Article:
About an hour and 15 minutes for our first foray into real traffic, and the biggest lessons learned had to do with roundabouts, which crop up nearly every couple of miles. England has been populated for so many years, and here are SO many intersections, many with 5 or 6 roads coming together, that roundabouts are truly the only obvious way to manage. But unfamiliar drivers face the same rather mind-boggling set of challenges at every one: how many exits will there be this time? Which one do I need to take? Will it be well-marked? And for the larger roundabouts, do I need to stay in the left-hand lane and hug the outside, or move to the inside lane and hug the hub?  Someone had assured us that if we missed the exit we wanted, we could just keep going around, but in many cases, that wasn’t an option because of the double lane business.  Add to the mix the fact that you’re approaching everything opposite to what you are programmed for, and it’s often raining a bit, and you really don’t want to ruin the action-packed vacation by totaling a rental car, and you’ll get the idea. Exciting is the word!

The countryside was miraculous, however, as it slowly rolled and flowed about us, and nary a billboard to mar the view—when we could look to right or left.  We arrived in Blockley to a hearty welcome from Mandy and Rupert, the owners and refurbishers of a mill that had been repeatedly flooded and left for dead by the locals. Mandy and Rupert took over 7 years ago and thanks to his civil engineering and landscaping acumen, it is almost completely functional again and free from the threat of floods.  They showed us to our upstairs room –“Mind your head on the stairs!” – and then pointed us to the village pub just two blocks away, run by David and Freya Shakespeare. Really.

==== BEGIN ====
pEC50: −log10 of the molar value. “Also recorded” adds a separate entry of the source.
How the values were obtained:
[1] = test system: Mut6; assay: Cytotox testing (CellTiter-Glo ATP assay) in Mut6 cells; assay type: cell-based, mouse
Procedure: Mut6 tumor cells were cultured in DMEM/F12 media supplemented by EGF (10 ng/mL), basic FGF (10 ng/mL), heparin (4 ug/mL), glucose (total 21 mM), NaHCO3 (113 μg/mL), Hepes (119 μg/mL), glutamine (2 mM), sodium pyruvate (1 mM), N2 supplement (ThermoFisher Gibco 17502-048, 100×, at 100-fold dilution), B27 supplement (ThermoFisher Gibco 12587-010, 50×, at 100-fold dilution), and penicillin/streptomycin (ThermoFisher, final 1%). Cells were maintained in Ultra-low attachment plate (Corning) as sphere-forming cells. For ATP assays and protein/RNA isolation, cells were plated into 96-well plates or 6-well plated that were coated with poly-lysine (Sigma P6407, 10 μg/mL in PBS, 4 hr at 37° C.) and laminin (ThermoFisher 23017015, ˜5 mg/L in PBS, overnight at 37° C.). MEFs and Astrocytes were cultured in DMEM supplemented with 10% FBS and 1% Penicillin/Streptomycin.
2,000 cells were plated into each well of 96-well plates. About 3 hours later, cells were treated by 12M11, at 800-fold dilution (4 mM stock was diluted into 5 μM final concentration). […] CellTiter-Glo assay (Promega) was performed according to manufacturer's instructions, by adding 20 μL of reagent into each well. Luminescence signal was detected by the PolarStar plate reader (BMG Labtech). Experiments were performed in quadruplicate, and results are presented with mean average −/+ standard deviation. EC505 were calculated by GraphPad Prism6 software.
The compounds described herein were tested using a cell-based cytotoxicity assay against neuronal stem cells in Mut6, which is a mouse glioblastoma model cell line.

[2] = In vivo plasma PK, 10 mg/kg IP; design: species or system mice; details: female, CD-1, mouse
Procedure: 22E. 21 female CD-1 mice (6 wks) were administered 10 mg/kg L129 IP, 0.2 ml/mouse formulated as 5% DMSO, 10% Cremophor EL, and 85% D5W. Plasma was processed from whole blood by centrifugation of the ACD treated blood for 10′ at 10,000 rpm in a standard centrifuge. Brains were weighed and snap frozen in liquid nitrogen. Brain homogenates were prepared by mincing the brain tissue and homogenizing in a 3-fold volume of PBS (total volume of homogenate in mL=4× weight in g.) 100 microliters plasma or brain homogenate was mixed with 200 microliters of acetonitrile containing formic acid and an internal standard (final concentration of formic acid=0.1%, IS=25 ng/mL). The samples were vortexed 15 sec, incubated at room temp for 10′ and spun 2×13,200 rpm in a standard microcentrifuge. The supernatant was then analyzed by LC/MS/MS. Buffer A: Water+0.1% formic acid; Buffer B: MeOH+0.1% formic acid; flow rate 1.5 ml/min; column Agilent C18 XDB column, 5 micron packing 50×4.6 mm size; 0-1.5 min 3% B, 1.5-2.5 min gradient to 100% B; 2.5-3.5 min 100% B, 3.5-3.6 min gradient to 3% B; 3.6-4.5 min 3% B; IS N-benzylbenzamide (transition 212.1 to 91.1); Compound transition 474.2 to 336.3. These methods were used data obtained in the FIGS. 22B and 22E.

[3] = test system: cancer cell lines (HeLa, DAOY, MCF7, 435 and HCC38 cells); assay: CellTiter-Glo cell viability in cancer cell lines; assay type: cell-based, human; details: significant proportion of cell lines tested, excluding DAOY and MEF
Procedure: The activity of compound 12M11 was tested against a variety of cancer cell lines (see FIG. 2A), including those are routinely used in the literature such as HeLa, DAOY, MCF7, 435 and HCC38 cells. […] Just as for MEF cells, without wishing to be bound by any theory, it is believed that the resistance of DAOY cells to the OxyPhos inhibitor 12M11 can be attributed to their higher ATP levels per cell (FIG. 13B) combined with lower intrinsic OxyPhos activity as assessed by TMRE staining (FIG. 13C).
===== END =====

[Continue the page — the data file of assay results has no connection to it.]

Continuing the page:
This is another pub that has taken on the challenge of changing the stereotype about British restaurant food and Freya is a chef extraordinaire. Both she and Mr. Shakespeare (in their late 60’s), had decided to retire and then took on running a pub instead. The locals obviously appreciated their efforts as the place was packed. At the bar there was a plaque stating that the “Grumpy Old Men Club” met here.  Turned out Mr. Shakespeare spent a year in Bellevue, WA. I’m wishing I had taken better notes on the food we ate at each meal, as we often had gourmet quality fare and it might interest a few folks to hear about it. All I recall about this meal was that we were very hungry at first, and then very satisfied. Ingredients were farm-fresh and the recipes were complex enough to be interesting but simple enough to be easy to digest.

No one tips, which we thought was wonderful, though the wait service in many places we visited showed the downside of this. Young staff rarely exhibited an understanding of customer service as we have come to know it. Sometimes very slow service just to get things like water, and sometimes they were not able to answer questions about their own menu items. 

We walked in the dark down the hill to the Inn. Rupert was at his computer in his home office, the parlor looked inviting but we'd used up all our energy reserves and climbed the steep stairs (carefully) to our beautiful Heron Room, named for the 3 panel screen against one wall.